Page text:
The New York Times documented every homicide last year in the South Bronx’ 40th Precinct, a two-square-mile area. The 14 killings that occurred amid the area’s housing projects and rolling parks were among the most intransigent forms of urban violence at a time of low crime. They included a machete murder by a schizophrenic man, two domestic homicides, orchestrated hits on drug dealers, and bullets that killed a woman they weren’t meant for. Police believe some of the violence sprang from a fissure that for the past decade has been reshaping gangs across the nation, especially the Bloods, the Times reports.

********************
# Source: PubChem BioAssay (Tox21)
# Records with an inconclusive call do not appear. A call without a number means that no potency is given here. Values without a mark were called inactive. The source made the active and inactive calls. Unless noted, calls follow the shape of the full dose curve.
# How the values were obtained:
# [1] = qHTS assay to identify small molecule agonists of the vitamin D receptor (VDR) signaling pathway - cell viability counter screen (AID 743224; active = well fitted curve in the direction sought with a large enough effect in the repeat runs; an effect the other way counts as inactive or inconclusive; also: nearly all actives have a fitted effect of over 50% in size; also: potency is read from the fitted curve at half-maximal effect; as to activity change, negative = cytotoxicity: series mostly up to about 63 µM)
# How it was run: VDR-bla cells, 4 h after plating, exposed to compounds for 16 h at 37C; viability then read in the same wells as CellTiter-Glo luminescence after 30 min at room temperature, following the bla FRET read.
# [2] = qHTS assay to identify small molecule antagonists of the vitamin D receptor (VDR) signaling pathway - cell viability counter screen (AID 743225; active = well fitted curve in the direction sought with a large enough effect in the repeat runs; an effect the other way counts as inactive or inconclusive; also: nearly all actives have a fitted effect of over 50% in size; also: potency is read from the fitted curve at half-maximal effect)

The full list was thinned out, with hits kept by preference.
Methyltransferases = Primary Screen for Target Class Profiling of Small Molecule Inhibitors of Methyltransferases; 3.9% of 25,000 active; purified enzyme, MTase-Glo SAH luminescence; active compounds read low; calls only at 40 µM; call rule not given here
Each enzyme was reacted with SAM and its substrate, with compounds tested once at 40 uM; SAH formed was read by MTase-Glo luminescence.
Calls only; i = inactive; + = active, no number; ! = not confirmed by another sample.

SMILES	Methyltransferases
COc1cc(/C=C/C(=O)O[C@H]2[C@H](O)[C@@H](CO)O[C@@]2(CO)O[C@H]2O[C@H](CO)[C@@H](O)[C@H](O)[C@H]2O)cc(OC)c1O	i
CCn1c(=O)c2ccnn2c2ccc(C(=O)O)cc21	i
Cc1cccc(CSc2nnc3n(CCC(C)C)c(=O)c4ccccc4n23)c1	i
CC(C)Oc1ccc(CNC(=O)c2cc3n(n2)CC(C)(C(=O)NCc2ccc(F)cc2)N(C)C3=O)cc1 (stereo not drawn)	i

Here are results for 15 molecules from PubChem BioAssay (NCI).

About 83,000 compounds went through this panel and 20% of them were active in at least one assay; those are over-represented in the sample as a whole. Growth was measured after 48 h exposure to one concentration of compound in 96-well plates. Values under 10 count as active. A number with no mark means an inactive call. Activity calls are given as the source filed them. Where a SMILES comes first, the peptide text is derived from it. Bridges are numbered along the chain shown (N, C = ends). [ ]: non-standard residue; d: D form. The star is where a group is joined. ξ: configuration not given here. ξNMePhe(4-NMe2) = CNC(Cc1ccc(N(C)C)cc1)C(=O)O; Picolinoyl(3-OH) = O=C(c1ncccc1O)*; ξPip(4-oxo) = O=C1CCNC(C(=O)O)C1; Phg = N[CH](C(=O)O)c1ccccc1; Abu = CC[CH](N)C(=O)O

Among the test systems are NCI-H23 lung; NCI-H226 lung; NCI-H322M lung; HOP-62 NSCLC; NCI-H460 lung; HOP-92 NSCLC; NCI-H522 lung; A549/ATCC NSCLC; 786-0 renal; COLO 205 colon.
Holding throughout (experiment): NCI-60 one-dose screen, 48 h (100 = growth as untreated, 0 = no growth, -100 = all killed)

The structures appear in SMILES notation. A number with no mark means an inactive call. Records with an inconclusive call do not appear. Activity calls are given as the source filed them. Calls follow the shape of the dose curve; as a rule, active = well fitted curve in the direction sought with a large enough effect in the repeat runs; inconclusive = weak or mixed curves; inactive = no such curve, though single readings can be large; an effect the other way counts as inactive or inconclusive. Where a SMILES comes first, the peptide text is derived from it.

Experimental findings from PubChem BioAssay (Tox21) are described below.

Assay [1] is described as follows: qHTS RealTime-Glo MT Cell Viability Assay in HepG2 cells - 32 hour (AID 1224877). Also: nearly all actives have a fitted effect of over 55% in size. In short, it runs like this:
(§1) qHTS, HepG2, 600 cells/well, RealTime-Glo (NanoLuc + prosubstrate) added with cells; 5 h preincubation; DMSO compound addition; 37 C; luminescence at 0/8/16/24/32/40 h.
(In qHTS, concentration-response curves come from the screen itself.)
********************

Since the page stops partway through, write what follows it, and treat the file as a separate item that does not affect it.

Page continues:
Gangs are not so top-down and regimented as they once were, or unified by a vision of racial solidarity and rivalries with opposing gangs. Rather, the Bloods are fighting increasingly among themselves, sometimes to fill leadership vacuums as older leaders are locked up through federal prosecutions. As a result, subgroups of national gangs are splitting up and losing influence to separate, younger crews more loyal to their local housing projects. Profit-making, long central to gang life, is occasionally uniting Bloods and Crips in narcotics or car-stealing schemes. “There is no doubt that over the past decade, the idea of one Blood nation is gone,” said Todd Blanche, former chief of the violent crime unit at the U.S. Attorney’s office in Manhattan.